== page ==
For two summers during high school I worked a construction job for a family friend. My older brother had done the same, and while I wouldn’t say it was a right of passage, choosing instead an internship (as current high schoolers seem to prefer) might have been regretted. The second year, after my job had ended and before heading off to college, I visited some friends in the South of France. I arrived with calluses, a badly blackened thumbnail, and, I am not ashamed to admit, muscles. Not the grotesque, rippling sort popular today, just the burnished leanness one acquires from proper labor.
As I’ve mentioned in the past, I have a firmly rooted distrust of fitness gadgets. If pressed, I can make a few concessions though. One would be a ledge of some description or, better still, a sturdy tree branch. Pulling oneself up, like pushing oneself up, engages complex muscle groups and is efficient and portable. Besides the floor (for push-ups) and branches (for pull-ups) I can recommend another excellent fitness tool: the cinder block.
In the last few years a vogue has developed for fitness regimes involving all manner of junk--chains, tires, rock-filled duffle bags. The idea--a good one, I think--is to motivate the user who may have fallen into a rut by introducing unconventional routines and objects. In basic terms, one looks and feels impressive doing pushups with heavy-gauge chains wrapped about the torso. Of course it seems silly to pay a club or a trainer to gain access to these things. A better approach is to identify a poorly guarded construction site and pilfer a cinder block.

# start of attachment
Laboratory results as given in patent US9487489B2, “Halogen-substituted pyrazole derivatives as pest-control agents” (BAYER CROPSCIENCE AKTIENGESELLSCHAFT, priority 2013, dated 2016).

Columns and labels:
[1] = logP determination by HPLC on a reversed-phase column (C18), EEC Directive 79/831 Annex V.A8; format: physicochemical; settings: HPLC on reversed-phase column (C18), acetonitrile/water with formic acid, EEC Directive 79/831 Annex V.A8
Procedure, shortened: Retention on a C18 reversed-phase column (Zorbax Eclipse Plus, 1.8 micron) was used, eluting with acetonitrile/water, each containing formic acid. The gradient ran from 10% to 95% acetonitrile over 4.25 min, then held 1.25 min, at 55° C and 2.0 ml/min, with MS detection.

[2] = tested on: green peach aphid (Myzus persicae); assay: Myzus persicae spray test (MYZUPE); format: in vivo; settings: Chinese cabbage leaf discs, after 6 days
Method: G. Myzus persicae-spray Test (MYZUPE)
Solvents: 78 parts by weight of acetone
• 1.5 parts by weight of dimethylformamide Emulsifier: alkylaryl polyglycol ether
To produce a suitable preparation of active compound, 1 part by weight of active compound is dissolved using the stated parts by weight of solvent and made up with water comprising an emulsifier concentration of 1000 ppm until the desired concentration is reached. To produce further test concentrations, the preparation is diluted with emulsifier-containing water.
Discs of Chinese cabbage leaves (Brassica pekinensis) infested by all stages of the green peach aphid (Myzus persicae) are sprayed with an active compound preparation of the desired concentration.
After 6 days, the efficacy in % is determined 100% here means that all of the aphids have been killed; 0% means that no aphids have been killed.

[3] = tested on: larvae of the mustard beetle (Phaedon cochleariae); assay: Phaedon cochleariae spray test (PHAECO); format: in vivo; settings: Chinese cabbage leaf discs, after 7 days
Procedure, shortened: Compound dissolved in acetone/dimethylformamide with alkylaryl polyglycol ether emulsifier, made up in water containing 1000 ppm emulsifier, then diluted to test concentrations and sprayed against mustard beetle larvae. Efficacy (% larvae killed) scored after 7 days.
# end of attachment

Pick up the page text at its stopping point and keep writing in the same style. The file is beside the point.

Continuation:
Cinder blocks exist in various shapes and sizes, but the standard is the 8X8X16, which is the iconic double-chambered block one thinks of when asked to picture one. This type of block has a number of advantages beyond its wide availability though. It is around 30 pounds, give or take, which, for the average male, is an ideal weight to hoist about. The shape is important too; the central chambers and the ledges at the ends allow multiple ways of grasping the block. The material itself--coal ashes mixed with cement--provides excellent grip, even when wet. One might choose to file any burrs, or even tape the edges, but in its original state, the standard cinder block should be ready to use. You’ll notice no batteries, chargers, long-term contracts or unhinged personal trainers are necessary.